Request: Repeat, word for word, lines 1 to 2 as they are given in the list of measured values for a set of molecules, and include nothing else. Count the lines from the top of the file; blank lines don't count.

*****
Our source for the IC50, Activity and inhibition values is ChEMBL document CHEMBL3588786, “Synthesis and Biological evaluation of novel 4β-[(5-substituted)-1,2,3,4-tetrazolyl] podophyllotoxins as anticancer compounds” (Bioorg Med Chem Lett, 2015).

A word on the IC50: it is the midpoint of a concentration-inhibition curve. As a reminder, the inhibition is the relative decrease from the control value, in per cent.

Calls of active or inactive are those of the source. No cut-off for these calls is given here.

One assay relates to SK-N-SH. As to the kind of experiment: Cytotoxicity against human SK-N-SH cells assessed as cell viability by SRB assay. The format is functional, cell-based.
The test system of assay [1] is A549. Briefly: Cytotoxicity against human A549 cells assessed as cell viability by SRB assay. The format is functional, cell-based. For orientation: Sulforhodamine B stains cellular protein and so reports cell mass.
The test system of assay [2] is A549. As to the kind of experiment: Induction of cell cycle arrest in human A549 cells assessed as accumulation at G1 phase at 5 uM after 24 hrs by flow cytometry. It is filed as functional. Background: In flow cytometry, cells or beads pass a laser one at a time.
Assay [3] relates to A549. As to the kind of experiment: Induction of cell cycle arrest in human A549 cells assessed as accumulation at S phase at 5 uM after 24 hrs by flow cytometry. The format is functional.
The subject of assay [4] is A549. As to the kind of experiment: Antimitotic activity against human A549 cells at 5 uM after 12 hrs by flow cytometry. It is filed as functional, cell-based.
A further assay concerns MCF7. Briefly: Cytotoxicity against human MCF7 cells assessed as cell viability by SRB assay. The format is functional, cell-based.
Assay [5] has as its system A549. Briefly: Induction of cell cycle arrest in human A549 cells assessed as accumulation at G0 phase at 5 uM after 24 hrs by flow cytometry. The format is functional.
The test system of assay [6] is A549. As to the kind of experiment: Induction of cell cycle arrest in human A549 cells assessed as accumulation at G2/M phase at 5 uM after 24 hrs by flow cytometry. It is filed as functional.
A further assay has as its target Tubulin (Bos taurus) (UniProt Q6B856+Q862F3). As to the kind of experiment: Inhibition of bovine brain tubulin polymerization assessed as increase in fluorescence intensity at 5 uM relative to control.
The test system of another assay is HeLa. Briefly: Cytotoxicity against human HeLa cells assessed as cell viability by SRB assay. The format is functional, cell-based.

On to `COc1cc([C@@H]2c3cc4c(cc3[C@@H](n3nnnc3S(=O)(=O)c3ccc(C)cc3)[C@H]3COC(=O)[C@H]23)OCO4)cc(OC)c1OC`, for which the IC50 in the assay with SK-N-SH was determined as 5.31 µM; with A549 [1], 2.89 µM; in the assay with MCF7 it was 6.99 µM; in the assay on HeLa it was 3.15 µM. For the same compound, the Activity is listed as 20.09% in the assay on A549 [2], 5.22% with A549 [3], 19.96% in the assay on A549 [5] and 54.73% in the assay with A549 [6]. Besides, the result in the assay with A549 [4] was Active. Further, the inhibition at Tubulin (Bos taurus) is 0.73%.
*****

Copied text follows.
Our source for the IC50, Activity and inhibition values is ChEMBL document CHEMBL3588786, “Synthesis and Biological evaluation of novel 4β-[(5-substituted)-1,2,3,4-tetrazolyl] podophyllotoxins as anticancer compounds” (Bioorg Med Chem Lett, 2015).

A word on the IC50: it is the midpoint of a concentration-inhibition curve. As a reminder, the inhibition is the relative decrease from the control value, in per cent.